Since the budget on Tuesday I’ve been trying to gather my thoughts on the €5 increase in Carer’s Allowance, but this post from Transitioning Angels says it way better than I could
Ignored. Forgotten. Conveniently overlooked. Set aside. Dismissed. Considered unimportant. Call it what you will, families with children who are disabled and/or have life-limiting conditions were, for the most part, ignored in the 2017 Budget announced here in Ireland on 11 October 2016.
There was a crumb given after parents had to fight tooth and nail – that of medical cards to children who currently receive DCA (Domiciliary Care Allowance) payments – and for those families it does indeed come as a welcomed relief. Having said that, it was something that should have been done from the very start, so for it to finally be done now is a bit anti-climatic. It is still only a nugget given to try and satisfy a famine-like situation.
Families with severely disabled, medically fragile children are struggling financially.
We have many expenses beyond that of the typical family, yet in most cases one of the parents (that is…
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I love to cook (most of the time), I like to try new recipes and taste different things, and while we have had a bit of a lull in the garden this year, we like to grow some of our own food (I’m already drawing up lists of seeds ). I don’t think we are food snobs in this house, and while we don’t have to buy the cheapest (and often worst produced) food on the market, we are cost conscious and try not to eat too much heavily processed food. I freely admit that sometimes we get takeaway and sometimes I bring our daughter to McDonalds (bite me), but overall we try to be aware of what we are eating.
I’ve just started reading Joanna Blythman’s book Swallow This and to say its been an eye opener would be the understatement of the century. If you haven’t read it yet and you care about what you eat, then I’d highly recommend it. It may well put you off some of the food products you might buy on a regular basis, but for all the right reasons. It is most definitely making me reevaluate what I buy and how and where I shop.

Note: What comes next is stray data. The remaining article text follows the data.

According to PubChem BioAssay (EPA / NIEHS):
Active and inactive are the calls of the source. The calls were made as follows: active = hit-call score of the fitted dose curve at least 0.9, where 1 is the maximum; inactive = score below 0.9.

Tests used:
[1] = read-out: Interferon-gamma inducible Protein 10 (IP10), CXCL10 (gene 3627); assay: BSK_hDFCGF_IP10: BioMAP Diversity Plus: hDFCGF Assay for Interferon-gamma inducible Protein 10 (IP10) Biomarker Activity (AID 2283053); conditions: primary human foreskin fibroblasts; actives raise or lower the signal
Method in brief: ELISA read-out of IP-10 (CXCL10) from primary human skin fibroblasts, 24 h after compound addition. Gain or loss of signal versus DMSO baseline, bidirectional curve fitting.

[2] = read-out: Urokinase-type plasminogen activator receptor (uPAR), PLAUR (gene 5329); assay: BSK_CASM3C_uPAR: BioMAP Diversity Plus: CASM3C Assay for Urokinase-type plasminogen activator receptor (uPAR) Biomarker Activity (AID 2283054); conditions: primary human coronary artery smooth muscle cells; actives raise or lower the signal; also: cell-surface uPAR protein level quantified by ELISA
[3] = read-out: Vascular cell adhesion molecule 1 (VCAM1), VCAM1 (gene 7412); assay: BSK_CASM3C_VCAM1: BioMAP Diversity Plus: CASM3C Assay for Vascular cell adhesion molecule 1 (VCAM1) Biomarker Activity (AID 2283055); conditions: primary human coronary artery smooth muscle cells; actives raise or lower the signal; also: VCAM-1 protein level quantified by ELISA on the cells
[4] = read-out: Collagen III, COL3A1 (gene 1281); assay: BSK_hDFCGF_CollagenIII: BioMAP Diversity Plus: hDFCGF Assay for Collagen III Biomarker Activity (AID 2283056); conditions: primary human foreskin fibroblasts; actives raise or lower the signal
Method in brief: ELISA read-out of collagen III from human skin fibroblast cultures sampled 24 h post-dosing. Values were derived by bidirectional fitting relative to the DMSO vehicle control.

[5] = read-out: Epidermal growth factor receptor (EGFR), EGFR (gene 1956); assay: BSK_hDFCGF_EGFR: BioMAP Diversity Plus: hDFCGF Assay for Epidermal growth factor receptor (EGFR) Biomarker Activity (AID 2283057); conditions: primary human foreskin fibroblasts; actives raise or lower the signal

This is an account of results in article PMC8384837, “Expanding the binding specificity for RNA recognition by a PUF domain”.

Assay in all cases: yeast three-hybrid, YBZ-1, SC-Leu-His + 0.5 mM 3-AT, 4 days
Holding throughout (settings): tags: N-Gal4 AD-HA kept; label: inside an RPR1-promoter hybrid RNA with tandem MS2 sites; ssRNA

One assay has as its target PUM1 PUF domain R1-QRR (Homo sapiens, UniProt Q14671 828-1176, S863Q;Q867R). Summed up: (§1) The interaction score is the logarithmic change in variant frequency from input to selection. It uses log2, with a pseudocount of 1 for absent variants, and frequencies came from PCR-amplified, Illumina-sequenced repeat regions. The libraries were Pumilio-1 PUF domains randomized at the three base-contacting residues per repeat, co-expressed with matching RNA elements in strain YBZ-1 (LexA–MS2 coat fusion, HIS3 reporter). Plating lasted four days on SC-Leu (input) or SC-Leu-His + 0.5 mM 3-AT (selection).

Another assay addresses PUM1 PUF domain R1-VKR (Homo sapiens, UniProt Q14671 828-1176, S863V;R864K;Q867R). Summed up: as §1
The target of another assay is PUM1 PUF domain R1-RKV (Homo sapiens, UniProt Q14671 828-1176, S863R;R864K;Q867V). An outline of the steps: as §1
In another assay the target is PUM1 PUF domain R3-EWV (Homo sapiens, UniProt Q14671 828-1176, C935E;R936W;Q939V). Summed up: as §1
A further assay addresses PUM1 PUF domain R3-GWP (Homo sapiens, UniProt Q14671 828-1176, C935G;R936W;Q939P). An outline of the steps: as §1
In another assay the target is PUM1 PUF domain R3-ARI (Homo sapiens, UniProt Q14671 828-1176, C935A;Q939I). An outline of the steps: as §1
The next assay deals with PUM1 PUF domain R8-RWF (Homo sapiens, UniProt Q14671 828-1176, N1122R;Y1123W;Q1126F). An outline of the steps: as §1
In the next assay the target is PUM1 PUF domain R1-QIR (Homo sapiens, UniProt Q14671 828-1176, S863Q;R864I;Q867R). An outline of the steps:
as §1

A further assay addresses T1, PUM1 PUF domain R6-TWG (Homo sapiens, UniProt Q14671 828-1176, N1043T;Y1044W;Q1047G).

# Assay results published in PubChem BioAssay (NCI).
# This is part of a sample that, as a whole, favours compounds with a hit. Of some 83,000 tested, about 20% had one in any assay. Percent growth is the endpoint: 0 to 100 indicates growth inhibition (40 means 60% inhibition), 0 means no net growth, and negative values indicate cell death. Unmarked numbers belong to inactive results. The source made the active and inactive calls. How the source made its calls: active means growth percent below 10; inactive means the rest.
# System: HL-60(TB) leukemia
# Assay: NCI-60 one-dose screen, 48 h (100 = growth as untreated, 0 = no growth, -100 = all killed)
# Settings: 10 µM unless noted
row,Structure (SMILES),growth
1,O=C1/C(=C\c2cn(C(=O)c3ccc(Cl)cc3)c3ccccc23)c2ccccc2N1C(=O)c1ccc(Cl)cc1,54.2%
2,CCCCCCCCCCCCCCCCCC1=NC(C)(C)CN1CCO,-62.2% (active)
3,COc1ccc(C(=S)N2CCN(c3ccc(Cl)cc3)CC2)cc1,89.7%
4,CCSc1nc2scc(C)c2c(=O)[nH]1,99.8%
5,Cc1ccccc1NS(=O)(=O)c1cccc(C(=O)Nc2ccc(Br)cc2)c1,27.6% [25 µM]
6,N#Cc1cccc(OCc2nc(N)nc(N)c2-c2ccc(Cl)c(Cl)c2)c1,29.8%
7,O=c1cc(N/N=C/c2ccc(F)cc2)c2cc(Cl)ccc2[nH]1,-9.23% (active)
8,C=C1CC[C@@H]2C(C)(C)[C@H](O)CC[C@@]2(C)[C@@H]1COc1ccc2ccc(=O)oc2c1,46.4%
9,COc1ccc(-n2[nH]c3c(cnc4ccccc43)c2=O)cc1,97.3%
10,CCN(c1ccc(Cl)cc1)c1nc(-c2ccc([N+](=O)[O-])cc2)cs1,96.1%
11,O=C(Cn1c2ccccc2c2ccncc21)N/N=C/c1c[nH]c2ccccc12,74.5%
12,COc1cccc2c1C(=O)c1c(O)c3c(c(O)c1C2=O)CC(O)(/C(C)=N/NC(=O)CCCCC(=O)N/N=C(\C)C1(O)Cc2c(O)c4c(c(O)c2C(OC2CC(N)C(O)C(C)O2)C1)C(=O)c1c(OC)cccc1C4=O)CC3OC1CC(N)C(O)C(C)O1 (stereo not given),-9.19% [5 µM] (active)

This will be a long process I think but one that is well worth it. Along with this, I’ve also been catching up on episodes of Philip Boucher-Hayes’ series What Are You Eating? that was originally broadcast in spring 2016 and has been rerun on RTÉ One lately. I watched one this morning and all I will say is I will NEVER eat a ‘chicken fillet’ roll again. Watch it and you’ll see why. Between Boucher-Hayes’ series and Blythman’s book, I was thinking about food and the huge industrialisation of food production for a large chunk of the morning. In particular I was wondering how the shift from largely consuming home-cooked meals to substantial reliance on quite heavily processed food came about. Then I popped into a supermarket to pick up a few things and while idly browsing in the chilled section I saw this.
Now I’ve eaten some things in my time (especially during the broke student years) the mere thought of which makes me queasy now. But this just looks appalling to me. To be quite blunt I have changed nappies that looked like that. How have we gotten to a situation where this is unremarkable? How have we become so divorced from the basics of cooking (and eating) and food production that our shops are increasingly stocked with this kind of thing? And please before anyone gets on their high horse to complain about me not understanding food poverty and not understanding how hard it can be to put food on the table and being a food snob, just ask yourself two things: 1. Would I feed this to a child? 2. What else could I buy for €5 to make a meal from? I didn’t buy this – maybe I should have done to try it out – but I did have a good look at it and I found it hard to see much chicken in there. I would also wonder as how to filling it is, it looks to have a LOT of sauce which won’t go far to fill an empty tummy at the of the day. And don’t get me started on the marketing tagline “Handmade especially for you”. Handmade? REALLY? If I’d been working in a kitchen and handmade this to serve to someone I’d be ashamed of it.
Why am I writing about our visit to Causey Farm LAST Christmas you might wonder? Two reasons: one, I needed to free up storage space on my phone and there were still pictures from there on it and two you won’t find it until that time is upon us again.
This was the first time we had visited any of the Christmas experiences, and our daughter was 8 when we visited last year. Not that we are grinches or anything (actually I LOVE Christmas but don’t want to see stuff in the shops until after Hallowe’en) but as our daughter has a significant level of disability and does not understand anything much about Christmas, I was reluctant to go in case seeing lots of other (smaller) children really getting into the whole spirit would be too hard. Minding myself is an important part of being a carer after all🙂